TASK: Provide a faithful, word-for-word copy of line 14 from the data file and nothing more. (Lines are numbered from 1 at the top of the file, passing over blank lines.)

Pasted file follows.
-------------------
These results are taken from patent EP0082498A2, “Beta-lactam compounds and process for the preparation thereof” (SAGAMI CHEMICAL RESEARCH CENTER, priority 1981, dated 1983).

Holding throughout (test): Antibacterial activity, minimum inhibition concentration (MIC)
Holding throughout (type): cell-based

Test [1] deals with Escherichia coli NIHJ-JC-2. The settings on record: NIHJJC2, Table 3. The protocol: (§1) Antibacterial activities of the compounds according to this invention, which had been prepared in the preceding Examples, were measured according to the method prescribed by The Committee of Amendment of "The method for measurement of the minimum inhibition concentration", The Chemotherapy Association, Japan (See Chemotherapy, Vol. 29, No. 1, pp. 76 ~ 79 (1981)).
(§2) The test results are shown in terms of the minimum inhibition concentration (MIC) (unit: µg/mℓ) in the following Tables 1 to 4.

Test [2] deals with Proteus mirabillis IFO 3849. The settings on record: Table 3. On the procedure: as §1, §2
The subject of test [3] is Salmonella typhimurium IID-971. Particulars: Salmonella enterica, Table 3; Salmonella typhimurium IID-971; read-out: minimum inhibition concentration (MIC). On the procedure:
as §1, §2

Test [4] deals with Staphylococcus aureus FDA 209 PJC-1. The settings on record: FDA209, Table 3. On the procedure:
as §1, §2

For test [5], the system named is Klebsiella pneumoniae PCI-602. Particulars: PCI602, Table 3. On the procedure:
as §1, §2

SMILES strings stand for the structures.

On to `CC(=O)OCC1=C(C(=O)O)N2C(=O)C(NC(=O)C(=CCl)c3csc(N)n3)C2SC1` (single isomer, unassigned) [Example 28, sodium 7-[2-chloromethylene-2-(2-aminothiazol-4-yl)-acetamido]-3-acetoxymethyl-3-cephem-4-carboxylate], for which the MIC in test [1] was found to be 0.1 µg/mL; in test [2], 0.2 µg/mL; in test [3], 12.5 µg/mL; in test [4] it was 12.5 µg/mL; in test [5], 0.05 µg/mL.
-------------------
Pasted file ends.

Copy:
On to `CC(=O)OCC1=C(C(=O)O)N2C(=O)C(NC(=O)C(=CCl)c3csc(N)n3)C2SC1` (single isomer, unassigned) [Example 28, sodium 7-[2-chloromethylene-2-(2-aminothiazol-4-yl)-acetamido]-3-acetoxymethyl-3-cephem-4-carboxylate], for which the MIC in test [1] was found to be 0.1 µg/mL; in test [2], 0.2 µg/mL; in test [3], 12.5 µg/mL; in test [4] it was 12.5 µg/mL; in test [5], 0.05 µg/mL.